Violence against women will soon be punished uniformly in the EU. A “yes means yes” rule is not part of the policy. Germany blocked that.
SEDAN taz | Sending intimate images without consent, cyberbullying and stalking, as well as deepfakes and forced marriage will soon be criminal offenses across the European Union. Negotiators from the European Parliament and EU states agree on this, as EU Commissioner for Values and Transparency Věra Jourová announced on Tuesday. The fact that violence against women and domestic violence will be punished uniformly in the future is a first in the EU.
“The agreement on the EU directive to combat violence against women and domestic violence is a milestone for women in Europe,” said Family Minister Lisa Paus (Greens). “With the agreement, the EU sends a clear signal: violence against women and domestic violence in Europe must be stopped in a concrete way. Now significant success has been achieved; The political debate for greater protection of women against violence will continue.”
The Commission and Parliament also proposed that the crime of rape be normalized. Due to resistance from the EU's largest member states, Germany and France, this passage was removed. Criminal law is not EU law because, according to Article 83(1) of the Functioning of the European Union (TFEU), uniform regulation is only possible in the area of crimes classified as EU crimes. This includes human trafficking and money laundering. The argument is that such anchoring can be challenged in the European courts. However, this is legally controversial: 13 Member States had voted in favor of uniform regulation.
Criminal lawyers from the German Women Lawyers Association (djb) underlined in a statement that the EU certainly has the authority to regulate rape at EU level. The djb is based, among other things, on the EU directive to combat the sexual abuse and sexual exploitation of children and child pornography. “Sexual exploitation” is defined in such a way that crimes can be harmonized, even beyond economic factors such as trafficking in persons for sexual exploitation: “The directive also contains provisions that focus on the use of force and “forced sexual acts.”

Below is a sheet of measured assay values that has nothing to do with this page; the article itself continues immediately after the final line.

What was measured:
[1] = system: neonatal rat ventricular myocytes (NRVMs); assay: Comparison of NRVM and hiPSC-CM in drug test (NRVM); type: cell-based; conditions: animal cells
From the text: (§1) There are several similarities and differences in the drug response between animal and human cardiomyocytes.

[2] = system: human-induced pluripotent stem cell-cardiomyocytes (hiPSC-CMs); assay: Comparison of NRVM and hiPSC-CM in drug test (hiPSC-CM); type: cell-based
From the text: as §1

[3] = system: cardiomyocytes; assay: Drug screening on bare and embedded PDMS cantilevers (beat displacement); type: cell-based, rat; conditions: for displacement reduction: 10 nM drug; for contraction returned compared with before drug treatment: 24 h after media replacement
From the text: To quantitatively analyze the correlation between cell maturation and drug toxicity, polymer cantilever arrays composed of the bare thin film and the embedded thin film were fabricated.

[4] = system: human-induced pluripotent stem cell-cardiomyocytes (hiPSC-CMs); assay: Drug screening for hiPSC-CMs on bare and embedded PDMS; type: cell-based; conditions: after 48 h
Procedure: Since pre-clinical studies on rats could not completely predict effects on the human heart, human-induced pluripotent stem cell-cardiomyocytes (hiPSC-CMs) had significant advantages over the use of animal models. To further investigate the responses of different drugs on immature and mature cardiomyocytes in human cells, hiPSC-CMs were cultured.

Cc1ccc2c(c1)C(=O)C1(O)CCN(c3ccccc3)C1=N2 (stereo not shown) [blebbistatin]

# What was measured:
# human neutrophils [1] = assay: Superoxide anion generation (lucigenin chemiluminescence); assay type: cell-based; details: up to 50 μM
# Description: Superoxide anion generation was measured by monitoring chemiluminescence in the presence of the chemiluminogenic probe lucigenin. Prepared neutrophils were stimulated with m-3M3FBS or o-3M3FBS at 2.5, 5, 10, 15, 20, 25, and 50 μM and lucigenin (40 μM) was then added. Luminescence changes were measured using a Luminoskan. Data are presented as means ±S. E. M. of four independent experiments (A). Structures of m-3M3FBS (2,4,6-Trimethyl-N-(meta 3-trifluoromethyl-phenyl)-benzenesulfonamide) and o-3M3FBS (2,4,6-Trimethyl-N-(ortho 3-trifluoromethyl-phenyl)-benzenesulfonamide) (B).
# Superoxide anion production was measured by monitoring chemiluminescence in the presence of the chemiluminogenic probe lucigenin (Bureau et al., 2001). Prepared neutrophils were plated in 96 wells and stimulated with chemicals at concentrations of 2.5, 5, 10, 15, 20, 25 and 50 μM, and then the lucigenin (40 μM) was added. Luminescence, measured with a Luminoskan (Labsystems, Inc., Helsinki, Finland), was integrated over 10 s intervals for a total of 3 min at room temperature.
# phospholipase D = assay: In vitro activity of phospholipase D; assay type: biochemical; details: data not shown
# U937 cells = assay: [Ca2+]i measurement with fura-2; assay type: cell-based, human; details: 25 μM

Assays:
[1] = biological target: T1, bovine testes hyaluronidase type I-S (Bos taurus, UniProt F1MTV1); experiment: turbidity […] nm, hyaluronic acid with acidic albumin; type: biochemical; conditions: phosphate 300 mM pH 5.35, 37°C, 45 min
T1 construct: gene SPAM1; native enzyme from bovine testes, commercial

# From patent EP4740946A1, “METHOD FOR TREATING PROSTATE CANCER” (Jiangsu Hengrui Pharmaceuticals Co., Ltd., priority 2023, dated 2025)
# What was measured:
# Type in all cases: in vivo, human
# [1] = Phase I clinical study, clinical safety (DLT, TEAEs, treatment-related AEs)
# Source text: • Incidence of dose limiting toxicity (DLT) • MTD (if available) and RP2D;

“A big disappointment”
For sexual relations to be considered consensual, the “yes means yes” principle should actually apply, as provided for in a commission draft from March 2022. In addition to the abolition of this regulation, the principle also applies: the authors They cannot be prosecuted for rape across the EU if they have not threatened or used violence against the victim. However, according to the guidelines, the fact that sex is based on consent is a norm in prevention work.
Irish Christian Democrat Frances Fitzgerald spoke about this in Parliament on Wednesday. “Today we take the first step to make Europe the first continent in the world to eliminate violence against women,” said the European Parliament negotiator: “We could not include an agreed definition of rape in the directive. “This is a big disappointment.” European MP Birgit Sippel (SPD) is also unhappy: “This says something about the state of the FDP, which, in view of very poor poll results, is apparently trying to improve its personal profile at the expense of legal certainty in Europe. to the detriment of women,” Sippel told the Phoenix news channel.
To date, 18 of the 27 member states require that violence be threatened or demonstrated for rape to be punishable as a criminal offence. Since 2016, the rule in Germany is “no means no”: a sexualized act must be rejected in order to be recognized as rape.
Feminists hoped that the new regulations would allow a principle of consent to be applied at the European level, as is already the case in Sweden and Spain. For this reason, a hundred well-known women wrote a public letter asking the Minister of Justice, Marco Buschmann (FDP), to abandon his blockade in Europe.
“As a feminist civil society, we would have wished that the Greens and the SPD had not tolerated the blockade of the Minister of Justice”
Activist Kristina Lunz was one of the first signatories. “As a feminist civil society, we would have wished that the Greens and the SPD had not tolerated the blocking stance of the Minister of Justice,” Lunz told the EPD.
The agreement must still be formally adopted by the European Parliament and the Council. EU states will then have three years to implement the guidelines. This also stipulates that EU states must create a national helpline for victims of violence, which is free of charge and available at any time. Additionally, preventive measures must be taken to prevent violence.
Germany probably needs to update the law on digital violence. Furthermore, during this legislative period, the Federal Ministry of Justice and the Federal Ministry of Women's Affairs are still evaluating the sexual criminal law of 2016, in which the principle “no means no” was agreed.